Florence Mendheim was a Jewish librarian who went undercover in the 1930s to spy on Nazis around New York City. This program, co-presented by the Museum and the Leo Baeck Institute, will explore her fascinating life and legacy.
Mendheim went undercover at a moment in which American Nazism was flourishing. Local Nazi groups in the New York area were distributing propaganda, setting up summer camps, and hosting large rallies. Mendheim, an employee of the New York Public Library, was inspired to document and resist these groups. In the course of her undercover work, she used at least three pseudonyms: KQX (for correspondence with a Rabbi), Gertrude Mueller (for the Nazis), and Anna Hitler (for conducting genealogical research on Adolf Hitler).
The program will feature:
- Marshall Curry, an Academy Award-winning filmmaker who directed the short film “A Night at the Garden;”
- Dr. Daniel Greene, President and Librarian at the Newberry Library in Chicago, adjunct professor of history at Northwestern University, and curator of “Americans and the Holocaust;” and
- Michael Simonson, Head of Public Outreach and Archivist at the Leo Baeck Institute.
A $10 suggested donation enables us to present programs like this one. We thank you for your support.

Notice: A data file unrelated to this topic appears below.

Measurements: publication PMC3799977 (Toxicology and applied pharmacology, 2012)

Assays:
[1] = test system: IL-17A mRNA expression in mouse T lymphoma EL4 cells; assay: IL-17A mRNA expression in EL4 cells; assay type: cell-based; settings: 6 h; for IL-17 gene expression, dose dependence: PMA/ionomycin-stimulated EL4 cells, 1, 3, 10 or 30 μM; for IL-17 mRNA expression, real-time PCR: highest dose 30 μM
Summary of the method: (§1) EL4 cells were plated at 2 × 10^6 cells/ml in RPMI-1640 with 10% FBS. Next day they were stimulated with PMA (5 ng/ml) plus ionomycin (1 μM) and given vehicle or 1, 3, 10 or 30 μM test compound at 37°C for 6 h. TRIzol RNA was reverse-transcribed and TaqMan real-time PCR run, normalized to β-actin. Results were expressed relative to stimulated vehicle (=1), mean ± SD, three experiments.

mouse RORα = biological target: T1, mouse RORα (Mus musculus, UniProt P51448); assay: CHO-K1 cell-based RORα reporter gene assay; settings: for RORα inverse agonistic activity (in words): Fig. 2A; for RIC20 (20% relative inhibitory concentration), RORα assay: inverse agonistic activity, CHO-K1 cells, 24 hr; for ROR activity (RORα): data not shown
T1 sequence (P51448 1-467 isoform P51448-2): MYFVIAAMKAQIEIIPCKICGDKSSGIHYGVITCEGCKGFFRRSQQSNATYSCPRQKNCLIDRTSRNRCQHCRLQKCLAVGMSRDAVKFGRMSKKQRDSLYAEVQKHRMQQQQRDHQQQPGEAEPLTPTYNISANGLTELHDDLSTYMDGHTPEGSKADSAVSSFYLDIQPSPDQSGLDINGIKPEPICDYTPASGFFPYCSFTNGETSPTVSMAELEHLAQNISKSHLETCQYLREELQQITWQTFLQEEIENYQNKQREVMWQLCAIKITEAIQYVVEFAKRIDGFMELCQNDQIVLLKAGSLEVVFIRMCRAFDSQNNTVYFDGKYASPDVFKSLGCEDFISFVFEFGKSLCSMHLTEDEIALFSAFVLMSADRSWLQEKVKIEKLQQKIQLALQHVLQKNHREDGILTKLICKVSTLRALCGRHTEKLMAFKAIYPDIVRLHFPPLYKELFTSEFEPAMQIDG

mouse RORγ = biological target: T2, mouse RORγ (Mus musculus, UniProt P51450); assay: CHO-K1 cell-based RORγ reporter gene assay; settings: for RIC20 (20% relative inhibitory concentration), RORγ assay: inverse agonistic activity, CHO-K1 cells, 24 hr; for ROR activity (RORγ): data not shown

We would like to express our appreciation to the Conference on Jewish Material Claims Against Germany (Claims Conference) for supporting this public program. Through recovering the assets of the victims of the Holocaust, the Claims Conference enables organizations around the world to provide education about the Shoah and to preserve the memory of those who perished.
Public programming at the Museum of Jewish Heritage – A Living Memorial to the Holocaust is made possible, in part, by public funds from the New York City Department of Cultural Affairs, in partnership with the City Council; the New York State Council on the Arts with the support of Governor Andrew M. Cuomo and the New York State Legislature; a Humanities New York CARES Grant with support from the National Endowment for the Humanities and the federal CARES Act; and other generous donors.